Chicago Mayor Rahm Emanuel is blocking Chick-fil-A from building a restaurant in the city, saying the fast-food chain does not share "Chicago's values." Emanuel's opposition comes in response to Chick-fil-A CEO Dan Cathy's recent declaration that he does not support gay marriage. Emanuel, President Obama's former chief of staff, is not alone in combating the company, with Boston Mayor Thomas Menino taking a similar stand. However, the strong-arm tactics are ticking off conservatives, who say Cathy is merely expressing his religious views. Is Emanuel taking his objections too far?
Yes. Cathy is entitled to his opinion: Emanuel's "sanctimonious dissing of Chick-fil-A" is problematic because "there is no proof the business has discriminated against gay couples, let alone any of its customers or employees," says Mary Mitchell at The Chicago Sun-Times. Emanuel and his allies are denying Chick-fil-A the "right to do business" in Chicago because they don't "like Cathy's religious beliefs, and that's just wrong." Is Emanuel going to apply the same pressure to Muslim, Jewish, and Christian business owners who feel the same as Cathy?
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This is the wrong way to support same-sex marriage: The way to eradicate bigotry is to rebut Cathy's arguments, "not use state power to suppress them," says Glenn Greenwald at Salon. "You can't cheer when political officials punish the expression of views you dislike and then expect to be taken seriously when you wrap yourself in the banner of free speech to protest state punishment of views you like and share."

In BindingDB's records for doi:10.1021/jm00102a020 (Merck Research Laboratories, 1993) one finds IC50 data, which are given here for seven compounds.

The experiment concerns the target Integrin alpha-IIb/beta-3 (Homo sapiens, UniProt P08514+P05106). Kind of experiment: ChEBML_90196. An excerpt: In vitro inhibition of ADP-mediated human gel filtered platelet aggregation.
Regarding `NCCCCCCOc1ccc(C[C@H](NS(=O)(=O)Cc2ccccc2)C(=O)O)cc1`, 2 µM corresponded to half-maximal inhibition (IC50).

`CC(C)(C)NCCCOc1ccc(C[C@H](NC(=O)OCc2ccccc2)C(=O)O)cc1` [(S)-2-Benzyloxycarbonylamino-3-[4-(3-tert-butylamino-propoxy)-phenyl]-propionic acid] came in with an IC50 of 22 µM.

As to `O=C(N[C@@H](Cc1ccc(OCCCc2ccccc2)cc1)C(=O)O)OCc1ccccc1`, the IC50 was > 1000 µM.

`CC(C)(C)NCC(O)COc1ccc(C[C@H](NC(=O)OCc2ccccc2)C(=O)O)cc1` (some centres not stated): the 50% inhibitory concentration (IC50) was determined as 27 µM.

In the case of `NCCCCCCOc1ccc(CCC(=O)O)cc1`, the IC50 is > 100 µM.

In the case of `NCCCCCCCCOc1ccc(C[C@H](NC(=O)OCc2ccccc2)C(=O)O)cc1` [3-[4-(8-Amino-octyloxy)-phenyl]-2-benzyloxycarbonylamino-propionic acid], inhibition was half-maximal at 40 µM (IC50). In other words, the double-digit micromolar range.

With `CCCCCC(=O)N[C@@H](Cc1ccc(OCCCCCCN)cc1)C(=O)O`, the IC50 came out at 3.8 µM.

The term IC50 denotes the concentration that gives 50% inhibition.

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And Emanuel is hardly one to talk: "As I recall, Rahm spent a few years working for a guy" who opposed same-sex marriage until only a few months ago, says AllahPundit at Hot Air. Cathy, at least, honestly opposes gay marriage, whereas Obama "cared more about getting elected than standing up publicly for something he privately believed." The view from Emanuel's "high horse must be amazing."
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